Describe the three meanings of discoloration as it pertains to embalmers.
- color is removed or lost
- to change color
- any abnormal color appearing in or on the dead human body
What are the three general types of jaundice?
toxic, hemolytic, obstructive
When embalming the jaundiced body, what factor takes precedence over all others?
This is defined as an elevation of the epidermis containing a watery liquid.
List and describe the three categories of burns.
1st: skin surface is red, only surface epithelium involved
2nd: skin blisters and edema, destruction of deep layers of epidermis and upper layers of dermis
3rd: tissues charred, epidermis, dermis and epidermal derivatives destroyed
a blush color of the skin and the mucous membranes due to insufficient oxygen in the blood
excessive blood loss to the point of death
List several different embalming treatments for a jaundiced body.
Use of jaundice fluid, pre injection fluid, mild arterial solution, cavity fluid as arterial fluid
Give a detailed description of how jaundice occurs.
the conversion of bilirubin to biliverdin in the presence of a strong acidic environment (high HCHO)
What is meant by the term "reaction controlled fluids"?
able to be distributed throughout body and diffuse into tissue spaces before chemical reaction with proteins of the body
Describe Tardieu spots
minute petechial hemorrhages caused by rupture of minute vessels as blood settles into dependent areas of organs and tissues
List some examples of extravascular blood discolorations.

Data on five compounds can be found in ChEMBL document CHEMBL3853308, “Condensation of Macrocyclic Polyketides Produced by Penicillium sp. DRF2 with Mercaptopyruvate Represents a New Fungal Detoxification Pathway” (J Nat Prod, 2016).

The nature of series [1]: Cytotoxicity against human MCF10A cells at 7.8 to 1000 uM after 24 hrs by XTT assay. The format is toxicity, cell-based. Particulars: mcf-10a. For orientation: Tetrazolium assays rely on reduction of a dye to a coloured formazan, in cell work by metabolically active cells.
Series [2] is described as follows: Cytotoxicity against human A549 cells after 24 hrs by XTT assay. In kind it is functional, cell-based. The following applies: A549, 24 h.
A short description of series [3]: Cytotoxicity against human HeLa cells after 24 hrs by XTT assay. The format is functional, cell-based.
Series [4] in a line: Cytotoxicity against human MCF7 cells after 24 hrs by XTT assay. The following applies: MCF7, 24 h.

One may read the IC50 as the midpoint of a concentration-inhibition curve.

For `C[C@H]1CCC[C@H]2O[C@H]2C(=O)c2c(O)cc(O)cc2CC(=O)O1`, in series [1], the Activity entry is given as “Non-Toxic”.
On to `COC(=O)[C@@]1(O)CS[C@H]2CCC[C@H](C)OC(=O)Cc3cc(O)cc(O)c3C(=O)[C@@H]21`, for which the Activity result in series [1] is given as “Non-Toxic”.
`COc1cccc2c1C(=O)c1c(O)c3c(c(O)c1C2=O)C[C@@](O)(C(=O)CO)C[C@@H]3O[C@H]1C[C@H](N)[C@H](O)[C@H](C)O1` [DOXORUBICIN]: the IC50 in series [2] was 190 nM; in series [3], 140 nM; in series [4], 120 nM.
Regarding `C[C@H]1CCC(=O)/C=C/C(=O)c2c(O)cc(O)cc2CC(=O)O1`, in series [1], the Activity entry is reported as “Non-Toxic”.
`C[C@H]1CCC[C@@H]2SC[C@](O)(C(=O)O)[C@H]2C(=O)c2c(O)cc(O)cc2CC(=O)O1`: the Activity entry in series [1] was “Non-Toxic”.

ecchymosis, purpura, petechia, hematoma, postmortem stain, tardieu spots
Why should the head and shoulders of the dead human body always be elevated?
to help drain the blood from upper tissues; blood from heart could settle in the head if not elevated
How can liver mortis be an advantage to the embalmer?
the breaking and clearing of liver mortis indicates that fluid has been distributed into those tissues
In a case of renal failure/jaundice, how is ammonia formed and what is its significance to the embalmer?
urea in the blood system converted to ammonia; ammonia neutralizes formaldehyde
Define a skin lesion
any traumatic or pathological change in the structure of the skin
What is one of the major problems encountered by the embalmer in preparing a body with diabetes mellitus?
poor peripheral circulation
What are the 4 categories of skin lesions?
- unbroken skin but discolored
- skin scaling
- skin that is broken or separated from the body
- pustular or ulcerative lesions
What is meant by the term "exanthematous" or "exanthema"?
a skin eruption accompanying certain infectious diseases; or a disease such as measles or scarlet fever, accompanied by a skin eruption
What is another term for skin slip?
Describe the classic discoloration associated with carbon monoxide poisoning and its cause.
a "cherry red" color brought about by carboxyhemoglobin, a component of the blood
On a casketed body, what is a good way to detract from eye problems with may have occurred?
use of glasses
Describe the theory behind the conversion of yellow jaundice to green jaundice. Include the chemical process and compounds involved.
Oxidation reaction; the conversion of bilirubin to biliverdin in presence of strong acidic environment.
Describe how Formaldehyde gray occurs.
Failure to remove as much blood out of the body as possible, remaining blood mixes with preservative fluids and makes a dark gray color
List some examples of surface discolorations and when they should be cleared.
Blood, butadiene, adhesive tape marks, paint, tobacco bars - clean prior to injection because pores of skin are easier to clean at that time.
List four examples of pathological discolorations.
gangrene, jaundice, tumors, meningitis
What are the classic colors of dehydration?
yellow, brown, and black
What are the "warm" areas of the hands and face?
lips, cheeks, base of chin, nose, ears
What are some causes of dehydration?
injection of too much arterial solution, use of arterial solution that is too strong, continuous or concurrent daring, passage of air over the body
Why is cavity embalming important in cases of renal failure?
bleeding will often occur in gastrointestinal tract - excellent medium for bacterial growth and potential for purge